“Listen Mari, what if he doesn’t…” I said gesturing to my slightly overweight very curvy body and non-impressive chin-length brown hair.
“He will. He’s a guy. Besides you are very sexy. This is all about you, your wants, your fantasies, and your desire to write realistically to tantalize others. That’s sexy.”
He walked in and Marissa stood up and waved at him.
The smile that lit up his face had my heart leap up into my throat and my pulse spike up to stroke level. I smiled back, filled with happiness and euphoria. And then I got angry. What if he thought Marissa was ‘Jenny’ and I was just along for moral support?
He saved the day as he approached our table. “Wow, two beauties for the price of one. I must have had some really good Karma in a past life.” He looked me straight in the eyes. “You’re Jenny, the writer?”
I nodded and held out my hand.
A quick zing of electricity when our palms touch. I quickly retracted my hand but not fast enough to stop the delicious lick of energy up my arm.
We continued the introductions and it went pretty fast from there. He was even hotter in real life than he was in his picture. I was extremely glad that Marissa was there because I was completely tongue-tied. The more he talked the better he got. He had left home at sixteen and toured with a band for two years. Then he settled in Boston and graduated the top of his class at Berklee and went on to get a Masters from Boston University. Marissa’s family was from Boston so they compared notes about restaurants, museums, and amphitheaters and a bunch of places I’d never heard of. He had a beautiful voice, low and rich. The conversation moved to literature and politics and Marissa started talking about a new movie she wanted to see. I polished off a dessert without even realizing it. We had been sitting for the better part of two hours, and the time flew by. As was my way, I said almost nothing. After a while I got lost in the deep dulcet tones of his voice and lost track of the conversation.
I tuned in to hear Marissa say, “You realize you are being paid for your opinion as a consultant and for your time in general but not for anything you actually perform.”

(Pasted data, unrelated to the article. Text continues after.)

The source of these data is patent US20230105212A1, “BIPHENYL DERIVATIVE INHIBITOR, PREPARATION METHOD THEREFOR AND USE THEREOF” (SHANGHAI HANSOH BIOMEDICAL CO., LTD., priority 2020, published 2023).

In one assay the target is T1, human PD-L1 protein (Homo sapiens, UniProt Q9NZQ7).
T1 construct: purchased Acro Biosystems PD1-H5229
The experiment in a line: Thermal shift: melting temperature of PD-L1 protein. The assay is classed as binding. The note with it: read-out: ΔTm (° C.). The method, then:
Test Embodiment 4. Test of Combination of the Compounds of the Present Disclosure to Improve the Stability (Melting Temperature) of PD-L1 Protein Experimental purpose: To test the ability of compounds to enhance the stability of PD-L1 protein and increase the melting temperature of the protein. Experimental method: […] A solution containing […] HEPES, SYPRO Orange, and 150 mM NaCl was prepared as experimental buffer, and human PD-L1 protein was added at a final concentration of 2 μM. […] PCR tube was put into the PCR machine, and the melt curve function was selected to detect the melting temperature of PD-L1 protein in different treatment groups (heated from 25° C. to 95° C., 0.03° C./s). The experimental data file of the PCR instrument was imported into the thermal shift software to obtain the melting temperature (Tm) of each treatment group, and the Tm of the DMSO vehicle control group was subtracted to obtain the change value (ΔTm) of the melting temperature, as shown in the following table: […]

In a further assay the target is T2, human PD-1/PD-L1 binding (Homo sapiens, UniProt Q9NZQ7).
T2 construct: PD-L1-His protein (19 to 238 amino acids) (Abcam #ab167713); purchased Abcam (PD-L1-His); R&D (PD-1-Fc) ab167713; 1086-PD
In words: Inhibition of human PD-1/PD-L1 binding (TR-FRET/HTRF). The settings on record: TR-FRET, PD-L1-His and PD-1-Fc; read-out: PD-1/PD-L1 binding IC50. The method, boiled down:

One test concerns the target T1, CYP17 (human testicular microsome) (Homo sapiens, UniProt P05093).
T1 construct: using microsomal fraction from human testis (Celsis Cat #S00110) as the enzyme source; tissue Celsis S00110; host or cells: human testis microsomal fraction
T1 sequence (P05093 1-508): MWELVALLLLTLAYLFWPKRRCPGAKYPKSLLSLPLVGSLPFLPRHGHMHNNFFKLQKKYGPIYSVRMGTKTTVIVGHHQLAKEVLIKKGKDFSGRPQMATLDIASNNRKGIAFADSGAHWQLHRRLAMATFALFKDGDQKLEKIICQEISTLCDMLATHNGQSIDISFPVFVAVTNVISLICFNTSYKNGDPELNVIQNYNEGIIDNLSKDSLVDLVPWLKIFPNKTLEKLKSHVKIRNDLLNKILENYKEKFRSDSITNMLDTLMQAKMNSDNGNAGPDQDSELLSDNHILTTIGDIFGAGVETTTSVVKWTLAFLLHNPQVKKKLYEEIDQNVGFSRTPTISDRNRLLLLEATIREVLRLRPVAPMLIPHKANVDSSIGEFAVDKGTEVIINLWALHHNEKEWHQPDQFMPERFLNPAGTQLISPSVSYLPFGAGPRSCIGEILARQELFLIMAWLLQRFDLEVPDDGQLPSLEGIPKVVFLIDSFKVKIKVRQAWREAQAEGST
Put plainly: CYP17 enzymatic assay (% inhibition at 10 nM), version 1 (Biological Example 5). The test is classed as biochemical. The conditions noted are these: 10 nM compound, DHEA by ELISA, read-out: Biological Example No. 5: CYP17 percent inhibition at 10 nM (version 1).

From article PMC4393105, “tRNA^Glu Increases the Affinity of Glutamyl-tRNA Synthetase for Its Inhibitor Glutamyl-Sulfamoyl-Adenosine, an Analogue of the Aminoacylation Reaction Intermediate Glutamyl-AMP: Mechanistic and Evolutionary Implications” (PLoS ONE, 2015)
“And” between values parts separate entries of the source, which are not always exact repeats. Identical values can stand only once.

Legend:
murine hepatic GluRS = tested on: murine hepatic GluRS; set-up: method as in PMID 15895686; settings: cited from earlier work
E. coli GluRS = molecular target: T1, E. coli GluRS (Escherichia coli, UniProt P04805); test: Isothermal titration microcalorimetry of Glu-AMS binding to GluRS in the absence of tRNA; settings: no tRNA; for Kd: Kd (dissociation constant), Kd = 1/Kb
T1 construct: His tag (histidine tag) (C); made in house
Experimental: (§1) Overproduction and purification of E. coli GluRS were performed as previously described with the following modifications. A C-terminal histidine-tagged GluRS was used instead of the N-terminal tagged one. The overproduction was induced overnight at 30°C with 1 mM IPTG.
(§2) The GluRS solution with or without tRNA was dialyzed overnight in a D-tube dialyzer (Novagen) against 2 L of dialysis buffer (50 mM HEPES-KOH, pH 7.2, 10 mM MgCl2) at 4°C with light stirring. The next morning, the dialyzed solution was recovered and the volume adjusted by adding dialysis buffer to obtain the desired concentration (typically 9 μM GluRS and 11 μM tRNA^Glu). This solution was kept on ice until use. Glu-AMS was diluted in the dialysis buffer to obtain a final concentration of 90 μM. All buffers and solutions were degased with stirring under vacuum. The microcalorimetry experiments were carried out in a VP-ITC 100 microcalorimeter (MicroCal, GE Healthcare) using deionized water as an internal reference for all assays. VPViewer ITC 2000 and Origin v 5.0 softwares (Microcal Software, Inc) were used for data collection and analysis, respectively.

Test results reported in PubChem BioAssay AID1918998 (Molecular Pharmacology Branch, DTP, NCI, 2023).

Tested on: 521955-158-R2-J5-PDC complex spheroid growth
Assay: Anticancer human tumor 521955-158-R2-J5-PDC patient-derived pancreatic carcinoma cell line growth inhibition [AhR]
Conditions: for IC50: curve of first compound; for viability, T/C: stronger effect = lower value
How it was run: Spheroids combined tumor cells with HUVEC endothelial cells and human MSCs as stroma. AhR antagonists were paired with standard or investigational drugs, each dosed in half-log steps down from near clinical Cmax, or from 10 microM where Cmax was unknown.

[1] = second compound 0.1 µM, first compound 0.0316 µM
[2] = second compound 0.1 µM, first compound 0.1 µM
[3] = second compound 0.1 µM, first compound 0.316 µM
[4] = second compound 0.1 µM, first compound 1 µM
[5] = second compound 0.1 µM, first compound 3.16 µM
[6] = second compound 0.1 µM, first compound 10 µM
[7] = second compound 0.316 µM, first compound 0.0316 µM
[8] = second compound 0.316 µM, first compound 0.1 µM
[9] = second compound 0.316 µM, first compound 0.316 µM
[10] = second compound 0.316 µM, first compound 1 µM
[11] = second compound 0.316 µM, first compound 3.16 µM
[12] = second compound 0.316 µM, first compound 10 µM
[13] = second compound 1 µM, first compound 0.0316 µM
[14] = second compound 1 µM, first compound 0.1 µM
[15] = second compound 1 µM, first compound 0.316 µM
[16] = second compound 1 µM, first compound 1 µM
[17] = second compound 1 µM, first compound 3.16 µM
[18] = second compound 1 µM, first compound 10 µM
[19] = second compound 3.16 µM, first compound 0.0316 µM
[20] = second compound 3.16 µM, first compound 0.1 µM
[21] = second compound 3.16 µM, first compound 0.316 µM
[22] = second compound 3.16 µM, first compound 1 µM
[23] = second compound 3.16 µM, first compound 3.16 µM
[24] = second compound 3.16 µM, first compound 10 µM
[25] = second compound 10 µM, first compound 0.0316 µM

“I do, yes,” David said seriously.
David put both hands out, palms up, in a sign of surrender, trying valiantly not to smile, and almost, but not quite succeeding. “I live to serve,” he said.
“Good,” Marissa said firmly and leaned forward giving him a good view of her cleavage. “Because I live to fuck.”
I buried my face in hands and wished I had the magic power to disappear.
Marissa cleverly arranged to for us to meet David for coffee at the same time and place the next day, and the next. It was a good thing she was taking the lead because I sure wasn’t going to. I don’t know what I expected when she came up with this hair-brained idea. Maybe I thought we’d find somebody I could ask Marissa to ask questions to if I was to shy to interview him.
I never thought we’d actually meet anybody. A consultant over the phone maybe. I thought back to Marissa’s last comment right before David left. She was joking, right? I hated to admit it but some deeply buried part of me that I tried not to think about, I was lonely, needy. I had gone asleep with David on my mind. I wasn’t imagining that there was a heat between us, some magical buzz that was noticeable even across a both in a café. I told myself that this was because I needed it for the article. They wanted someone experienced and I wasn’t. Surely a man like David would have some stories to share.
The next day over coffee showed that I had underestimated everything about this plan, especially David. He regaled us with stories of taking the high school band director’s VW bug and with all of his band mates carrying it into the band room one morning, and serenading the guitarist’s hope-to-be girlfriend with ‘Don’t You Forget About Me’ from underneath her bedroom window.
I don’t think I’d ever enjoyed listening to a conversation so much. David grew up in a small town with four younger sisters, and he claimed that was why he was so good at talking and why he had to choose drums as an instrument in order to be heard.
By our third coffee date I felt relaxed. Yeah, we weren’t talking about sex but that was for the best. That’s how I wanted it. Really. We could never talk about sex and I would be happy.
I polished of a carrot muffin and was starting a second mocha latte. David had just finished telling us about a jazz concert piece he wrote as part of his thesis when Marissa drawled slowly, “You realize you’ll be doing both of us.”
Oh. My. GOD.